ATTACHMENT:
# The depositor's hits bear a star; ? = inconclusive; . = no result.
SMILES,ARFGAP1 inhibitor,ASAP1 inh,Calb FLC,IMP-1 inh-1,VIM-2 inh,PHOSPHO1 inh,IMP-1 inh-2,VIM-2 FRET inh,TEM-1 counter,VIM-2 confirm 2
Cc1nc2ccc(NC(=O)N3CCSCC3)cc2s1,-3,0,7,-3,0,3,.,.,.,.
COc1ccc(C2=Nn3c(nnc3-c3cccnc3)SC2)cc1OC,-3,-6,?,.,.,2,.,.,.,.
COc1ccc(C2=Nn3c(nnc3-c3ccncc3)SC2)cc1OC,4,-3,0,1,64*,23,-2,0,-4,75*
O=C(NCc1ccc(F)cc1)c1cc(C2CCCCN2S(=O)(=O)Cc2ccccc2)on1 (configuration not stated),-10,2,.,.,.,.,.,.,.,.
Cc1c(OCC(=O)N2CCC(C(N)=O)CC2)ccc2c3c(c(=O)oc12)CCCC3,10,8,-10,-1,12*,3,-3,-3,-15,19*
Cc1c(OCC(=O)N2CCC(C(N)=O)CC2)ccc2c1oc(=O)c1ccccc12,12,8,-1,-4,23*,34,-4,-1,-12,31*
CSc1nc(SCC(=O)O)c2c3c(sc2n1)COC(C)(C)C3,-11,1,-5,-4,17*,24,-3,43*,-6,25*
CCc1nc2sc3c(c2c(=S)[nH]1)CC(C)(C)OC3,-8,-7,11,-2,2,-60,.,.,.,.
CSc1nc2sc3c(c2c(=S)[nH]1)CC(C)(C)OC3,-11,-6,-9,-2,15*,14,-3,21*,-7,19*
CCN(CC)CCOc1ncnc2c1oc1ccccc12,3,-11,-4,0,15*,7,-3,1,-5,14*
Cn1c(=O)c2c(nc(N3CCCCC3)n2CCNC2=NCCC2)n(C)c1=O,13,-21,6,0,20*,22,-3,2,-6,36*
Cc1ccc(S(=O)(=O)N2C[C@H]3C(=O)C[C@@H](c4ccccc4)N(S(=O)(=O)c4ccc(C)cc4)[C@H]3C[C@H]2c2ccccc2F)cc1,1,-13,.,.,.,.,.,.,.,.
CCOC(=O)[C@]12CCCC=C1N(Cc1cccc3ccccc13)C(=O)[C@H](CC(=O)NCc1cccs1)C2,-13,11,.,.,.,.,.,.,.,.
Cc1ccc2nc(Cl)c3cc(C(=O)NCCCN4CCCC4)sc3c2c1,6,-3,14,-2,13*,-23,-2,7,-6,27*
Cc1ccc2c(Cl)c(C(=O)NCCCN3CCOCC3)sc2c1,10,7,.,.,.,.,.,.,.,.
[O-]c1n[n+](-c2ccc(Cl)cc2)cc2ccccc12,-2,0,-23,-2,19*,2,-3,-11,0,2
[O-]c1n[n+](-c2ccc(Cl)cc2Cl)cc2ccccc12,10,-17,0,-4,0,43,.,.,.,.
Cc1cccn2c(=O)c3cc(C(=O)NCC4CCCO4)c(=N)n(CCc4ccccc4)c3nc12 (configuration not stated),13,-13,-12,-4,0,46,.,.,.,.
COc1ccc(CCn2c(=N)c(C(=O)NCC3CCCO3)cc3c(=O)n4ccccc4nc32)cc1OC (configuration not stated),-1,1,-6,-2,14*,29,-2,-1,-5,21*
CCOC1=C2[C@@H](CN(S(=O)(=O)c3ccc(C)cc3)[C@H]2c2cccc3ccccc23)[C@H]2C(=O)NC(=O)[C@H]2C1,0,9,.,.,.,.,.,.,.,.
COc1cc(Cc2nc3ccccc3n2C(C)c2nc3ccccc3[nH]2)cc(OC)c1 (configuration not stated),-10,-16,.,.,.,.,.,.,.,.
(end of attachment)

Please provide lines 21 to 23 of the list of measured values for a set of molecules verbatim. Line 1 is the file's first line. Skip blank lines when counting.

COc1ccc(CCn2c(=N)c(C(=O)NCC3CCCO3)cc3c(=O)n4ccccc4nc32)cc1OC (configuration not stated),-1,1,-6,-2,14*,29,-2,-1,-5,21*
CCOC1=C2[C@@H](CN(S(=O)(=O)c3ccc(C)cc3)[C@H]2c2cccc3ccccc23)[C@H]2C(=O)NC(=O)[C@H]2C1,0,9,.,.,.,.,.,.,.,.
COc1cc(Cc2nc3ccccc3n2C(C)c2nc3ccccc3[nH]2)cc(OC)c1 (configuration not stated),-10,-16,.,.,.,.,.,.,.,.